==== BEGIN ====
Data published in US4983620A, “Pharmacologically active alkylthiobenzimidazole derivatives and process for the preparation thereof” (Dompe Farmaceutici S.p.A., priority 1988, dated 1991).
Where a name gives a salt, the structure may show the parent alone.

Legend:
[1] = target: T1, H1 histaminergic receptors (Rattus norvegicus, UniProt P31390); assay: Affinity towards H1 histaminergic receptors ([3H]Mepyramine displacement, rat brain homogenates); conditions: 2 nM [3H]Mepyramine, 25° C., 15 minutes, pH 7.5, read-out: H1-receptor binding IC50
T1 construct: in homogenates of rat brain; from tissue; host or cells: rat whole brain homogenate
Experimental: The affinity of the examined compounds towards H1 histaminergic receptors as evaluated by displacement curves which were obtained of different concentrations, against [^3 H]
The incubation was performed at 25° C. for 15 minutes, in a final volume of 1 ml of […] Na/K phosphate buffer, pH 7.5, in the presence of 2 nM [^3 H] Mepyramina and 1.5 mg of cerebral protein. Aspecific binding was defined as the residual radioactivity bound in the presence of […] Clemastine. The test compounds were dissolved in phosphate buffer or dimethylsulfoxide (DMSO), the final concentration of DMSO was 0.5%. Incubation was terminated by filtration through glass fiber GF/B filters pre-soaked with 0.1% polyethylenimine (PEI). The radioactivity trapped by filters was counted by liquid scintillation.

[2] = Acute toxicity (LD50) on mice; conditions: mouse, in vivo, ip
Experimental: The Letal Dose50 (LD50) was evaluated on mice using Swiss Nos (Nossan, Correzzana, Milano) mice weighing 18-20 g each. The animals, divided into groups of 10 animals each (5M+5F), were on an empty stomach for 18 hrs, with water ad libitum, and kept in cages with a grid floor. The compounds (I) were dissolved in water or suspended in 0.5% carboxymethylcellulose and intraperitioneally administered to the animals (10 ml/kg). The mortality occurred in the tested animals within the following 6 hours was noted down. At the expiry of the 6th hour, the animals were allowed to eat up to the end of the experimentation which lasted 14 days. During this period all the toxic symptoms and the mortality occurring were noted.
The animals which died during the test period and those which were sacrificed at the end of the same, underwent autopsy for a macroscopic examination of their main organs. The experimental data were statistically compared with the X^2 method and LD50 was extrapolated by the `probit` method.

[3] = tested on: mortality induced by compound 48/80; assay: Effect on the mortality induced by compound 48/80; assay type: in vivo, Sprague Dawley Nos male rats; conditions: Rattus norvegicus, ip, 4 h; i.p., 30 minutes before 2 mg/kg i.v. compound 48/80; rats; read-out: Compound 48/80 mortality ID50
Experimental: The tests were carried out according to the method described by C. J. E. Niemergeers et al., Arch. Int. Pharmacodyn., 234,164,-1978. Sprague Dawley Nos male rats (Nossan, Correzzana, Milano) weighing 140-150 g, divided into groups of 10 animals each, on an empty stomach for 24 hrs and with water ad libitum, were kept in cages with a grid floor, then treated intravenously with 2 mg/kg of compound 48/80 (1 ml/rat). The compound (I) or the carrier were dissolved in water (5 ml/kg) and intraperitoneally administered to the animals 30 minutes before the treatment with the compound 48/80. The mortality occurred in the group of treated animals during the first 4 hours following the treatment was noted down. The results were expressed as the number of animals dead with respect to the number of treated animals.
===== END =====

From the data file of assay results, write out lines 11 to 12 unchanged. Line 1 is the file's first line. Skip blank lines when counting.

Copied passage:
[3] = tested on: mortality induced by compound 48/80; assay: Effect on the mortality induced by compound 48/80; assay type: in vivo, Sprague Dawley Nos male rats; conditions: Rattus norvegicus, ip, 4 h; i.p., 30 minutes before 2 mg/kg i.v. compound 48/80; rats; read-out: Compound 48/80 mortality ID50
Experimental: The tests were carried out according to the method described by C. J. E. Niemergeers et al., Arch. Int. Pharmacodyn., 234,164,-1978. Sprague Dawley Nos male rats (Nossan, Correzzana, Milano) weighing 140-150 g, divided into groups of 10 animals each, on an empty stomach for 24 hrs and with water ad libitum, were kept in cages with a grid floor, then treated intravenously with 2 mg/kg of compound 48/80 (1 ml/rat). The compound (I) or the carrier were dissolved in water (5 ml/kg) and intraperitoneally administered to the animals 30 minutes before the treatment with the compound 48/80. The mortality occurred in the group of treated animals during the first 4 hours following the treatment was noted down. The results were expressed as the number of animals dead with respect to the number of treated animals.